Speaking of speeches, Julia Louis-Drefyus’s speech was the most heartbreaking to watch. Viewers could tell from the time Julia started speaking that something was wrong. She wasn’t as joyful as she usually is and her hands were shaking reading. When she broke down at the end while dedicating her award to her late father, we felt her pain and had tears in our eyes. She was really brave coming to the ceremony after such a devastating loss. Grief itself is hard. Grieving in front of millions and millions of people is even harder. Kudos to Julia and her bravery. Her father would have been proud.
Master of None speech didn’t get the time it deserved. The show (in particular, Alan Yang and Aziz Ansari) won for best writing . This win was really groundbreaking for the Asian-American community, who struggle to get roles in Hollywood beyond just the “supporting friend,” or set up for a joke. Master of None is one of the few shows that put Asian Americans in the lead roles. Therefore, this win was momentous and deserved the attention. While Alan Yang was able to speak to this issue on Asian American representation and joke about Asian parents’ encouraging kids to pick up a camera, Aziz Ansari was broken off right before he was able to speak. This caused confusion and Aziz Ansari eventually leaving the stage. Considering that Aziz Ansari was also a co-writer, the Emmy producers should have used discretion when playing the music.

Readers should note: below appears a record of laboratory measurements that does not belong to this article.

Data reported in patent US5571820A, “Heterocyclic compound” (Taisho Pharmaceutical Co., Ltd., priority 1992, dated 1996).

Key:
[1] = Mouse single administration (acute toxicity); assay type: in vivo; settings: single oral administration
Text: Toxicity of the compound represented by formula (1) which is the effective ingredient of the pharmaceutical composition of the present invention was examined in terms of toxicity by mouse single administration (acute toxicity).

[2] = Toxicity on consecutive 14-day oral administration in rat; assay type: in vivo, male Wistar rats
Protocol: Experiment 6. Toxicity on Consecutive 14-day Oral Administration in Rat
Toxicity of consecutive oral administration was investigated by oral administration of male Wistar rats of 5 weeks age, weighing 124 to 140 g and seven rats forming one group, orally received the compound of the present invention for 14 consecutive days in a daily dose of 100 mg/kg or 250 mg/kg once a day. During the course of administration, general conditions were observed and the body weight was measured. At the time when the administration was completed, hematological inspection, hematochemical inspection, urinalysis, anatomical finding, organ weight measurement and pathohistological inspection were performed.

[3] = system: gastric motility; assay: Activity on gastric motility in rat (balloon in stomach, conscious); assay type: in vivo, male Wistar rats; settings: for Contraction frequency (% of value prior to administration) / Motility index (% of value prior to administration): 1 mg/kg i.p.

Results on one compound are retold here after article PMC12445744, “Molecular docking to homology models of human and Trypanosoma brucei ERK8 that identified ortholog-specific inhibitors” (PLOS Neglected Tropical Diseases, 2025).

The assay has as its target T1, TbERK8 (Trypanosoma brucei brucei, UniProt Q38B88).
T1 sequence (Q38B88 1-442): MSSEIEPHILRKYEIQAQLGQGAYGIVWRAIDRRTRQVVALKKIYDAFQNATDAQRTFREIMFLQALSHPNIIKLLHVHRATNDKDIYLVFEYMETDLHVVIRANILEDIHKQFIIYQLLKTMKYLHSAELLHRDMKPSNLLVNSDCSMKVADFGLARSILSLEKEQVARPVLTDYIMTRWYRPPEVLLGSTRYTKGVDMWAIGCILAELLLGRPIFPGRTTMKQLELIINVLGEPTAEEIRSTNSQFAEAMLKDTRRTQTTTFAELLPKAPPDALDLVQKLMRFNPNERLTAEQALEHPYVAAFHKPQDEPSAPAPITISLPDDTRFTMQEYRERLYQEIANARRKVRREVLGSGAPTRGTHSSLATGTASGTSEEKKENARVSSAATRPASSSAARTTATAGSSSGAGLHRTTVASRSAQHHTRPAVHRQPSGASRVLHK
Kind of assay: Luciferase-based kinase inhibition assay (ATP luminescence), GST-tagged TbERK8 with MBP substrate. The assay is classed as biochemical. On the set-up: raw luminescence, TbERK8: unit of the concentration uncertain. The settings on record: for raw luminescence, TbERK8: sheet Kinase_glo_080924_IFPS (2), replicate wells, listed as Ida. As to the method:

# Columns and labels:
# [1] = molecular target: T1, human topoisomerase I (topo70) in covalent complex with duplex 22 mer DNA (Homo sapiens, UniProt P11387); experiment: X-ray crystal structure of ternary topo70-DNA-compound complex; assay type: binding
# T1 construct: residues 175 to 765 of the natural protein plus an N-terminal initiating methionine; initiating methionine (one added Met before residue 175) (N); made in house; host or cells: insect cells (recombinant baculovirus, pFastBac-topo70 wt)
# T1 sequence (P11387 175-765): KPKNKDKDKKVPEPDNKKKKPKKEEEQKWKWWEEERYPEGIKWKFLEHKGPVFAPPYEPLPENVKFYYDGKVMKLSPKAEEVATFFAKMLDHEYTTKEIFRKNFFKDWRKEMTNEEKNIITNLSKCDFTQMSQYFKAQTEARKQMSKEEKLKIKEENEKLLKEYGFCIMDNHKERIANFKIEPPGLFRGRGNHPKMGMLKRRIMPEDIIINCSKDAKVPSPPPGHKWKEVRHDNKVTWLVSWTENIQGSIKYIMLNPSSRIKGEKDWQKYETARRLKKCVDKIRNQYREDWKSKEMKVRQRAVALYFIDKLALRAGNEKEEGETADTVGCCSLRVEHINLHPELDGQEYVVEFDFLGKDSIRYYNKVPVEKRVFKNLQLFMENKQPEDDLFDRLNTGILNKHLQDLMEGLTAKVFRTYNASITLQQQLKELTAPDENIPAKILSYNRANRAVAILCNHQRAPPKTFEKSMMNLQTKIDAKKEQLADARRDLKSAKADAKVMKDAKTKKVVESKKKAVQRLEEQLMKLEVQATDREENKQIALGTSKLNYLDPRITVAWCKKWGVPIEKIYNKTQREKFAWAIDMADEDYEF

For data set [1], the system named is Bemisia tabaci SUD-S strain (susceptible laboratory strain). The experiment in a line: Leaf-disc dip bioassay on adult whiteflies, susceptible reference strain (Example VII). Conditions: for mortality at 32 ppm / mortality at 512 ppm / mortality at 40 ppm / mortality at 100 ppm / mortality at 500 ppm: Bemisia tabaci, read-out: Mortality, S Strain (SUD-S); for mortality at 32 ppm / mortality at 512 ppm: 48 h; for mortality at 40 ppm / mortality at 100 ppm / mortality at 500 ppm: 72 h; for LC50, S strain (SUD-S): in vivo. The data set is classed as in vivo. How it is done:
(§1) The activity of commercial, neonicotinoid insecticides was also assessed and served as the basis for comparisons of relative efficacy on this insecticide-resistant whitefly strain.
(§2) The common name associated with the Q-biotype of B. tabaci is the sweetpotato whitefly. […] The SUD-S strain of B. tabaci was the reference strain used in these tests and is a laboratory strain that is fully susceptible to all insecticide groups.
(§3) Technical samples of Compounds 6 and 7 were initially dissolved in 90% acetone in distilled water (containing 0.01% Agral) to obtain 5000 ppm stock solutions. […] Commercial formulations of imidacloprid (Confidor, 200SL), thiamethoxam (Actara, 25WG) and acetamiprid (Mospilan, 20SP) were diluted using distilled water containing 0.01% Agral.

One of the best parts of the speeches though came towards the second half of the ceremony. Sterling K Brown (who won supporting Actor for playing Chris Darden in The People VS OJ ) ended his speech by saying (to his wife)” I got the hottest chick in the game rocking my chain.” Other award winners used the same line afterwards, with one of them blundering it. It was sweet and funny at the same time
The banter wasn’t as bad and cheesy as it usually was, and we even got some notable presentations. One of them was the reunion of NYPD actors Dennis Franz and Jimmy Smitts. They presented at the end of the show. Nothing like a good tv reunion and throwback to the 90s!
Another memorable one was Larry David’s solo presentation. His monologue was so natural and funny at the same time. He commented how presenters had to learn two things: opening the envelope and pretending to care. He then goes into how he employs the ‘pretending to care’ on dates. Really funny.
However, the hands down for the best overall presentation goes to Andy Samberg and Kit Harrington. Their bit was to say out random sound bites to be included in the Emmy promotions next year. Usually, presenter banter is the worst, with lame filler dialogue. However, Samberg and Harrington had a creative and funny spin on it and kept it natural. Not only was their chemistry great, but also they nailed it on how Emmy promotions used random stuff out of context for commercials. I particularly loved their Kyle Chandler bit: